I should say at the outset that the first CD I purchased in England was the new in spring 1999 Catatonia CD, "Equally Cursed and Blessed," in an airport HMV. Yes, I overpaid but it was the act of buying a new release in the promised land that mattered, especially in an HMV -- after all, music was a large part of my love for the United Kingdom.

[And I realize the irony of buying a CD of a Welsh band in an English locale.]

On the first day in England, my friend and I went to the Tower Records in Piccadilly Circus.

Normally, in any other Tower in America, we'd run to the import CD section but, obviously, now we were in the land where the magical "imports" were born -- we could just browse.

So probably the second CD that I purchased in England was the fantastic Saint Etienne singles compilation "Too Young To Die - The Singles" mainly to get the song "I Was Born On Christmas Day."

The one-off single is probably my favorite Saint Etienne track and in the video The Charlatans' Tim Burgess looks a lot like Mick Jagger (but doesn't he always?) which helps inflate the song's cool balloon.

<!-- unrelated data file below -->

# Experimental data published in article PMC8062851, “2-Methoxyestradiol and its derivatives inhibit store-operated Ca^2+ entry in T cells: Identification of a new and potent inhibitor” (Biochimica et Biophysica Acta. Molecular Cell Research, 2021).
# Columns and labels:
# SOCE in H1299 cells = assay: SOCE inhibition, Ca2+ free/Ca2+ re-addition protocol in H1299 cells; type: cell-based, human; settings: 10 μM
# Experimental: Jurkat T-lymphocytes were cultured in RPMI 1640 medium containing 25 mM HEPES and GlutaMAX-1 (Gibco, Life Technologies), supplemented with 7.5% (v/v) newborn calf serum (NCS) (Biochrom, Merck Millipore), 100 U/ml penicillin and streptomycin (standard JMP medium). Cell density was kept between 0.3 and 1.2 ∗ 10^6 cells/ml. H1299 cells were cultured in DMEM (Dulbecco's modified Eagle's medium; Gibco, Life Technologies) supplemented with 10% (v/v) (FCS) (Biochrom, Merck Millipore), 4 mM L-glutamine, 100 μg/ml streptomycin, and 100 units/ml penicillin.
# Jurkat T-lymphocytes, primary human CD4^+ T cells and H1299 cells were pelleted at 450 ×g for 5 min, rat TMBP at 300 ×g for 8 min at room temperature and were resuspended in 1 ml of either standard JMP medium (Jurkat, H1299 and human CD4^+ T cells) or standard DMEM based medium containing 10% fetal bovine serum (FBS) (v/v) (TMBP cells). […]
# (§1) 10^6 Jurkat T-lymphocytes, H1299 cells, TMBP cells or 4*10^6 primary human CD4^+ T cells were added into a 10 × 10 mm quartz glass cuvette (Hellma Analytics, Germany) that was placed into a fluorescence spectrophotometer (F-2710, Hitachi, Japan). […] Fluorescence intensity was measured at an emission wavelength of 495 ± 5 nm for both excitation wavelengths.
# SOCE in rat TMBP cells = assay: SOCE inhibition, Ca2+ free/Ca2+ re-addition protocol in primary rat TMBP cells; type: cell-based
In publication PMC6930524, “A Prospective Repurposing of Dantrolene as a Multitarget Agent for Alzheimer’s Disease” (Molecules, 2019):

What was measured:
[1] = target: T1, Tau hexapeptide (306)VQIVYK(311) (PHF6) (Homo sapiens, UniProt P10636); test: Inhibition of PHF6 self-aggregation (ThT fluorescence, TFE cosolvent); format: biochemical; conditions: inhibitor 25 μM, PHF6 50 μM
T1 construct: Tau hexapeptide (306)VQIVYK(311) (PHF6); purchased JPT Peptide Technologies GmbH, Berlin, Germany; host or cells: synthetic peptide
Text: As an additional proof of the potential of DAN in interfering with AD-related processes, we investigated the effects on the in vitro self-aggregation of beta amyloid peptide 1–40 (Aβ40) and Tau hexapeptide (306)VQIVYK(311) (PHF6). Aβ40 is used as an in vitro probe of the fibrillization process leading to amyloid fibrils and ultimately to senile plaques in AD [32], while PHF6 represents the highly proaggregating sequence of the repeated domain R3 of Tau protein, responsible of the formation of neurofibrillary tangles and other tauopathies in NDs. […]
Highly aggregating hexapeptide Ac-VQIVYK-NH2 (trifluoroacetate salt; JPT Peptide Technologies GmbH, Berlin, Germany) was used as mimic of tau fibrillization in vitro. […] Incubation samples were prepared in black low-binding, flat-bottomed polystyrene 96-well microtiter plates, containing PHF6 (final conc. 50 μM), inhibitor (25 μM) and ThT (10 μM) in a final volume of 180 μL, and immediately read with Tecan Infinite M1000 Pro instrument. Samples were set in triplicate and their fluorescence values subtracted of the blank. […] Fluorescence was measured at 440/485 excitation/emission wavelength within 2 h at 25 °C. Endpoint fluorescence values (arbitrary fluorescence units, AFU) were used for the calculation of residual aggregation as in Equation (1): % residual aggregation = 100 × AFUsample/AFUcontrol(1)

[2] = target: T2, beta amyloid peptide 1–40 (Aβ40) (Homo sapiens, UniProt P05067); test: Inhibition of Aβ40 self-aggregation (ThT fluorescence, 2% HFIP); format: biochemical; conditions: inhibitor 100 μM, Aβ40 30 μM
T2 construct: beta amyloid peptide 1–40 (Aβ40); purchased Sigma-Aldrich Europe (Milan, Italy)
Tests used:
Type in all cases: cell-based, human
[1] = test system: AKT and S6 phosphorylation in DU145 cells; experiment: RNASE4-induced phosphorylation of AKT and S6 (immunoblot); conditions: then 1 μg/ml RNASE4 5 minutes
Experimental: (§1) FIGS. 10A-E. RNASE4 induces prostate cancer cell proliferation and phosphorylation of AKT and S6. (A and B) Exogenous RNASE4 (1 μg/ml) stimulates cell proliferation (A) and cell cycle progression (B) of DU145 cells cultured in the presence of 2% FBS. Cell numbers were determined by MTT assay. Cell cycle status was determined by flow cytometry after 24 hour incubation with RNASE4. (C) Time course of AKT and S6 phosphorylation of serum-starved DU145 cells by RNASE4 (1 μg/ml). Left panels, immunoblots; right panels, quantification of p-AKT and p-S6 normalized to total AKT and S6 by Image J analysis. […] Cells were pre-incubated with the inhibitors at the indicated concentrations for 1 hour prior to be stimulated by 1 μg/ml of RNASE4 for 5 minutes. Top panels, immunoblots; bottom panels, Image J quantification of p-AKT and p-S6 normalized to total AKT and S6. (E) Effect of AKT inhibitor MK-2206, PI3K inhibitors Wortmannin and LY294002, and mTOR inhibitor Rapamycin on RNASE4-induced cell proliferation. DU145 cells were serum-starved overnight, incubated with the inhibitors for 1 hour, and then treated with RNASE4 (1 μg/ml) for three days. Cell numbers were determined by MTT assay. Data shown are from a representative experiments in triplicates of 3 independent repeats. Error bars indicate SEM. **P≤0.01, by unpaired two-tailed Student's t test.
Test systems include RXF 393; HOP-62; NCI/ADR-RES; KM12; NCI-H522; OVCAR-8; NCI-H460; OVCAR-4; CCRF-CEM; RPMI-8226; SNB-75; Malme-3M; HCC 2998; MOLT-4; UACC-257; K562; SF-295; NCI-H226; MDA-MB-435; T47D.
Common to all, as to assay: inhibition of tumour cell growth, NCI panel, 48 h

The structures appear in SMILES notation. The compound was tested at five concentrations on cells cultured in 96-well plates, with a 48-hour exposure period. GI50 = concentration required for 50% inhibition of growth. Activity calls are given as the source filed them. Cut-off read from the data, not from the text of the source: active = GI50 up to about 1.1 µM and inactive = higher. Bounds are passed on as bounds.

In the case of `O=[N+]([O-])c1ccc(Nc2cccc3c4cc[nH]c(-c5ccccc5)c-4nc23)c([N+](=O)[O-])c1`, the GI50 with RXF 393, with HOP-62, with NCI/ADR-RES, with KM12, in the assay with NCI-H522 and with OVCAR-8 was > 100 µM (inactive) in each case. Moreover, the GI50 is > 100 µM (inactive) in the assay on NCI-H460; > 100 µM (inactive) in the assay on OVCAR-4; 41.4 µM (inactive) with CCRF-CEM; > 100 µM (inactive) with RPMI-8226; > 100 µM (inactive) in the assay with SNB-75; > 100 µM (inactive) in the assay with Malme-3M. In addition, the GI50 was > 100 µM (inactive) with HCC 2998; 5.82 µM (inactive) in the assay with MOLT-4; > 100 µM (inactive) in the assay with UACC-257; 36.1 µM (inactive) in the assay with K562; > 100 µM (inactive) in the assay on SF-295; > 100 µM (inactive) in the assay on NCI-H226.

Here's a helpful link providing background on the song.

And yes, R.I.P. for Tower Records both here and abroad.

Friday, April 4, 2008

"Jesus It Must Be Great To Be Straight..."

I have always distrusted overt displays of male testosterone.

And yet, I'm heterosexual, straight.

So, as a kid, and then as a teenager, it was something I could not even express -- something I did not even know I wanted to define -- my distrust of machismo even while still being attracted to girls/women.

So, along with Morrissey, it was a relief to hear and see someone -- even if in film clips -- like Marc Bolan of T.Rex.

Here was a guy, a voracious heterosexual man by all accounts, clearly in touch with his feminine side and not giving a crap about living up to earlier ideas of "masculinity." About as far from John Wayne and William Holden as one could get.

Earlier Robert Plant had displayed some marked flamboyance in his performance style, but he remained the template for "cock rock." (Make no mistake: I love Led Zeppelin but realize their moments of pretension quite clearly as they are easy to ridicule.)

And then, Bowie arrived. But Bowie also seemed to be using flamboyance and an effeminate performance style as simply tools to reach stardom; the more he changed styles, the more it seemed as if the "Ziggy Stardust"-era Bowie was not the "real" Bowie and that that was simply another pose for him -- he would change again into the Thin White Duke persona or the alienated fascist of the Berlin LPs.

With Marc Bolan, you get the sense watching this guy that this is a man sure of himself, letting his hair down, and rocking out.

It's "cock rock" without any of the machismo that went before.

It's Mick Jagger morphed with Lord Byron.

It's no accident that T.Rex had an album called "Dandy in the Underworld."